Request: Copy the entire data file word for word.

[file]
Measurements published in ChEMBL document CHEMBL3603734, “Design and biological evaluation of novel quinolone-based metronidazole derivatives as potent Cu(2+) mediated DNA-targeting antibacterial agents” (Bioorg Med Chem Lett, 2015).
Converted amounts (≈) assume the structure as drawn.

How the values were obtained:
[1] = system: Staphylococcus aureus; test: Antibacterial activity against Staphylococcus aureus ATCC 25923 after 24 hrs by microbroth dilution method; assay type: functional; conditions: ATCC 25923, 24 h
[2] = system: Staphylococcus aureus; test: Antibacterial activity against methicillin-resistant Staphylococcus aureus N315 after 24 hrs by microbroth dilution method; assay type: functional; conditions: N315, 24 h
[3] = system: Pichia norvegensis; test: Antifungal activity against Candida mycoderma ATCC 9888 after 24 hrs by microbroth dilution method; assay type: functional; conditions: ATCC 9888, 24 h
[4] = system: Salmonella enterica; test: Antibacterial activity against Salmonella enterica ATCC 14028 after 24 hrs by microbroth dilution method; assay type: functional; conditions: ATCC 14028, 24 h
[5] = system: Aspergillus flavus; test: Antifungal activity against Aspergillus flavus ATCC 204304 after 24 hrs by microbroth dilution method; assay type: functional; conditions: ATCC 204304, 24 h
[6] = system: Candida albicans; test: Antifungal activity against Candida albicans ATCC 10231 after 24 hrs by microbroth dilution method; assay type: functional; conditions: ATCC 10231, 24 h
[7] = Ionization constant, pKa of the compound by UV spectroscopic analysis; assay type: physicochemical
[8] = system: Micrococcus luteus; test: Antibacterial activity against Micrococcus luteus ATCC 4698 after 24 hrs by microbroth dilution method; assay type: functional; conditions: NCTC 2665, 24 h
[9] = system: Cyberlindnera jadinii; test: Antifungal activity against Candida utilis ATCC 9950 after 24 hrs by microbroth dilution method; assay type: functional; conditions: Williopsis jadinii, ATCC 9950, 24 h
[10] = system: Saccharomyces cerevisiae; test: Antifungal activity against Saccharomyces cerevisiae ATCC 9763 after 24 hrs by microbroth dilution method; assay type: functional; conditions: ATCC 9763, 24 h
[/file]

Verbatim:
Measurements published in ChEMBL document CHEMBL3603734, “Design and biological evaluation of novel quinolone-based metronidazole derivatives as potent Cu(2+) mediated DNA-targeting antibacterial agents” (Bioorg Med Chem Lett, 2015).
Converted amounts (≈) assume the structure as drawn.

How the values were obtained:
[1] = system: Staphylococcus aureus; test: Antibacterial activity against Staphylococcus aureus ATCC 25923 after 24 hrs by microbroth dilution method; assay type: functional; conditions: ATCC 25923, 24 h
[2] = system: Staphylococcus aureus; test: Antibacterial activity against methicillin-resistant Staphylococcus aureus N315 after 24 hrs by microbroth dilution method; assay type: functional; conditions: N315, 24 h
[3] = system: Pichia norvegensis; test: Antifungal activity against Candida mycoderma ATCC 9888 after 24 hrs by microbroth dilution method; assay type: functional; conditions: ATCC 9888, 24 h
[4] = system: Salmonella enterica; test: Antibacterial activity against Salmonella enterica ATCC 14028 after 24 hrs by microbroth dilution method; assay type: functional; conditions: ATCC 14028, 24 h
[5] = system: Aspergillus flavus; test: Antifungal activity against Aspergillus flavus ATCC 204304 after 24 hrs by microbroth dilution method; assay type: functional; conditions: ATCC 204304, 24 h
[6] = system: Candida albicans; test: Antifungal activity against Candida albicans ATCC 10231 after 24 hrs by microbroth dilution method; assay type: functional; conditions: ATCC 10231, 24 h
[7] = Ionization constant, pKa of the compound by UV spectroscopic analysis; assay type: physicochemical
[8] = system: Micrococcus luteus; test: Antibacterial activity against Micrococcus luteus ATCC 4698 after 24 hrs by microbroth dilution method; assay type: functional; conditions: NCTC 2665, 24 h
[9] = system: Cyberlindnera jadinii; test: Antifungal activity against Candida utilis ATCC 9950 after 24 hrs by microbroth dilution method; assay type: functional; conditions: Williopsis jadinii, ATCC 9950, 24 h
[10] = system: Saccharomyces cerevisiae; test: Antifungal activity against Saccharomyces cerevisiae ATCC 9763 after 24 hrs by microbroth dilution method; assay type: functional; conditions: ATCC 9763, 24 h